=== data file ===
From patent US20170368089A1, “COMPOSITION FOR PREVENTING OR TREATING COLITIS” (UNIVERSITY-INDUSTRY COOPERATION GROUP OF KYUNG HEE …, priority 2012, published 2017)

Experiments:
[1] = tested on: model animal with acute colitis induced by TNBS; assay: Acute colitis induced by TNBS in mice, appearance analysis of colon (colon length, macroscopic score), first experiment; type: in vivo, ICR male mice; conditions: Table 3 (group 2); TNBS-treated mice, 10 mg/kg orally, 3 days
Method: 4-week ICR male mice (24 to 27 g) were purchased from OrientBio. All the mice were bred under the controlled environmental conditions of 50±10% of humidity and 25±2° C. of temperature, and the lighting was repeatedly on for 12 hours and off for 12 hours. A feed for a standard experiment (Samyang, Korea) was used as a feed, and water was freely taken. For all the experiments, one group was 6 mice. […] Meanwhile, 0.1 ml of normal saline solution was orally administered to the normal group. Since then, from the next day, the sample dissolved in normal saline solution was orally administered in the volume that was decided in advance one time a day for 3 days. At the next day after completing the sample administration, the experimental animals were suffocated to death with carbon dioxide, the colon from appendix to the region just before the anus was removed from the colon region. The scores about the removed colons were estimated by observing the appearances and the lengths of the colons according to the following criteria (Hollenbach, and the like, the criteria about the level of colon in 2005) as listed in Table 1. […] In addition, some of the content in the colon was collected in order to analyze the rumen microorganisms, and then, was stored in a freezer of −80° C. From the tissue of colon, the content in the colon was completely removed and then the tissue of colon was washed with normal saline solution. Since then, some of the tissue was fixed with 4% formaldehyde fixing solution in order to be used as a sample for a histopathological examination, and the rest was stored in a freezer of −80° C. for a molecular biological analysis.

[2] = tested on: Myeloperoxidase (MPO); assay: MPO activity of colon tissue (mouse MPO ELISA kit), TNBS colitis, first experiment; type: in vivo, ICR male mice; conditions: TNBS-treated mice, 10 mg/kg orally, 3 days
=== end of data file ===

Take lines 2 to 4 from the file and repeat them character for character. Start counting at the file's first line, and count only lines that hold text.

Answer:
Experiments:
[1] = tested on: model animal with acute colitis induced by TNBS; assay: Acute colitis induced by TNBS in mice, appearance analysis of colon (colon length, macroscopic score), first experiment; type: in vivo, ICR male mice; conditions: Table 3 (group 2); TNBS-treated mice, 10 mg/kg orally, 3 days
Method: 4-week ICR male mice (24 to 27 g) were purchased from OrientBio. All the mice were bred under the controlled environmental conditions of 50±10% of humidity and 25±2° C. of temperature, and the lighting was repeatedly on for 12 hours and off for 12 hours. A feed for a standard experiment (Samyang, Korea) was used as a feed, and water was freely taken. For all the experiments, one group was 6 mice. […] Meanwhile, 0.1 ml of normal saline solution was orally administered to the normal group. Since then, from the next day, the sample dissolved in normal saline solution was orally administered in the volume that was decided in advance one time a day for 3 days. At the next day after completing the sample administration, the experimental animals were suffocated to death with carbon dioxide, the colon from appendix to the region just before the anus was removed from the colon region. The scores about the removed colons were estimated by observing the appearances and the lengths of the colons according to the following criteria (Hollenbach, and the like, the criteria about the level of colon in 2005) as listed in Table 1. […] In addition, some of the content in the colon was collected in order to analyze the rumen microorganisms, and then, was stored in a freezer of −80° C. From the tissue of colon, the content in the colon was completely removed and then the tissue of colon was washed with normal saline solution. Since then, some of the tissue was fixed with 4% formaldehyde fixing solution in order to be used as a sample for a histopathological examination, and the rest was stored in a freezer of −80° C. for a molecular biological analysis.